Tuberculin Skin Testing Policy

Tuberculosis screening is required for all incoming UMMS Medical, GSN, and GSBS students. Several testing methods, either a 2 step TST or a IGRA blood test (Quantiferon Gold Test or T-spot) are accepted.

The 2-Step TST is a baseline test for adults who will periodically be retested such as healthcare workers.  A 2-Step test is defined as two TST’s (previously called PPD test) completed within three months of each other. The optimal timing between the two tests are within one to four weeks of each other. The 2-Step is performed to reduce the likelihood that a “boosted effect” will be misinterpreted as a recent infection or new conversion.  A positive reaction to the second test probably is a boosted reaction (indicating past infection with tuberculosis - or very rarely an infection with another related bacteria or a reaction to BCG vaccination). The 2-Step policy is designed to reduce the potential of overestimation of new infections.

The Quantiferon Gold Test and T-Spot are two different blood tests that also test exposure to tuberculosis. Either test is accepted as an alternative to the 2-Step TST upon entrance. This test is preferred for foreign born students who have received BCG vaccine as BCG will not interfere with the results as it may with the TST. Student Health may also use this test in certain circumstances to verify new conversions or questionable reactions or if a student has an allergy to PPD serum.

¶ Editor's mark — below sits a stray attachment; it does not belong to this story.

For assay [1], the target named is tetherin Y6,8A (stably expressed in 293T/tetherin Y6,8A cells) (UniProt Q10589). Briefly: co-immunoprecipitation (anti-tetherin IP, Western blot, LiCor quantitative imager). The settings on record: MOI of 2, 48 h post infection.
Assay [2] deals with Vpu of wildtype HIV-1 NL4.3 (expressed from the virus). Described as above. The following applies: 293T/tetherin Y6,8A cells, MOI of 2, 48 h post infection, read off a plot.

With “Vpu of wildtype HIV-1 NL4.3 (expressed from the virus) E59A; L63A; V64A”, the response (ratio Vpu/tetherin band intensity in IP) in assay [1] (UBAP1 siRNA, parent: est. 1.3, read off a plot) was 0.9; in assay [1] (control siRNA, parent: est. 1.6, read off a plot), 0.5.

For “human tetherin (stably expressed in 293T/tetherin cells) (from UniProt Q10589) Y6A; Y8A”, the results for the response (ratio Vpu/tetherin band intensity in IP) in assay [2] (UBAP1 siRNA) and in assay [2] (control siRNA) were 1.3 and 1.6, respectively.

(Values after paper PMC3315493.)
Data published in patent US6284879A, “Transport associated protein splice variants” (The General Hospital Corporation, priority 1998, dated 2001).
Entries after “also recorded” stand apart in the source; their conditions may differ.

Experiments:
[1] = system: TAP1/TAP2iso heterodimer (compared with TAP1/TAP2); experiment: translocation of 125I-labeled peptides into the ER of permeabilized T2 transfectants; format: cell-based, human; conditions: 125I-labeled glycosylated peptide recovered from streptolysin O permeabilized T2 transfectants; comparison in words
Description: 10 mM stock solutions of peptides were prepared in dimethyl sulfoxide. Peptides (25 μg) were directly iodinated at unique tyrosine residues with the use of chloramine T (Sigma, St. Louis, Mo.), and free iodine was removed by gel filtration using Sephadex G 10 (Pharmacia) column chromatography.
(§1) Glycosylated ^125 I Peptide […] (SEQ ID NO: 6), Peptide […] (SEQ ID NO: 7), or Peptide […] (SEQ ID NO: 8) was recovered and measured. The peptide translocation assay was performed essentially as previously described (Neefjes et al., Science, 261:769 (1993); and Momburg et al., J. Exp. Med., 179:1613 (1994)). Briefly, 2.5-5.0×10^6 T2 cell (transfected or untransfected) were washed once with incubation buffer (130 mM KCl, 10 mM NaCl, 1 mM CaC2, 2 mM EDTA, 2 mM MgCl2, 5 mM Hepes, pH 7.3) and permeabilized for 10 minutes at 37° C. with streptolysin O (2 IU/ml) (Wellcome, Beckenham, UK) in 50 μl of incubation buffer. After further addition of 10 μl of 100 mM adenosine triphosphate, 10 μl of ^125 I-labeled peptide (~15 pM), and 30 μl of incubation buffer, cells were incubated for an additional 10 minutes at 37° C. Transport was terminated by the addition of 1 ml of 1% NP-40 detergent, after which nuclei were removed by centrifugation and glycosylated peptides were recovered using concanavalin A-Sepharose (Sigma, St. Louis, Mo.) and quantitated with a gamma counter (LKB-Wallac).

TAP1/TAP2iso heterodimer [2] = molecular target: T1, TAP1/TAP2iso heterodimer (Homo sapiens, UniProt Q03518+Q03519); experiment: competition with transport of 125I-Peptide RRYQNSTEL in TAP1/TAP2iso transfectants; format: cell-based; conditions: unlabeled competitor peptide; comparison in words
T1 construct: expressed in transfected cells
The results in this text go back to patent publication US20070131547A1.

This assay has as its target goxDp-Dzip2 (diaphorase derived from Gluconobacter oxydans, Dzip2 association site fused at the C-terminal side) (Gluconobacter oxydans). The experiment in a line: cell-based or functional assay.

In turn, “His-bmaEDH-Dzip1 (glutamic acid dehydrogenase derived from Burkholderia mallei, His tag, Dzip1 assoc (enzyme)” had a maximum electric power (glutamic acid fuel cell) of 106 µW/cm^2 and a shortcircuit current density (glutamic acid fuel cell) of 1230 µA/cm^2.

PLEASE NOTE: All Medical students are required to have a yearly tuberculin skin test (TST) or an IGRA test. It is the student’s responsibility to maintain yearly TB screening throughout his/her education at UMMS.

If you have had a positive TST or IGRA test then documentation of a chest x-ray is required to be taken after the positive TST. If it is determined that you have latent TB, it is required that you complete an annual symptom review form.

For all students travelling to a TB endemic area (contact SHS for a list of these countries) a TST between 8-10 weeks after return to the U.S. is required.

Students born outside the U.S. who have received BCG vaccine are required to meet the TST requirement as noted above.  Generally, individuals who receive a BCG vaccination usually stop having a positive TST reaction after 5-10 years (even when tested with a 2-Step TST). Consequently, an individual who received BCG in childhood who has a positive TST as an adult very likely has latent tuberculosis infection, it is recommended in these cases to check an IGRA test to verify, and to discuss recommended treatment options with a provider.

Please visit the Student Health Website for additional information and/or forms.

Applicability: All enrolled students
Date Revised:  June 2, 2015 (SHS)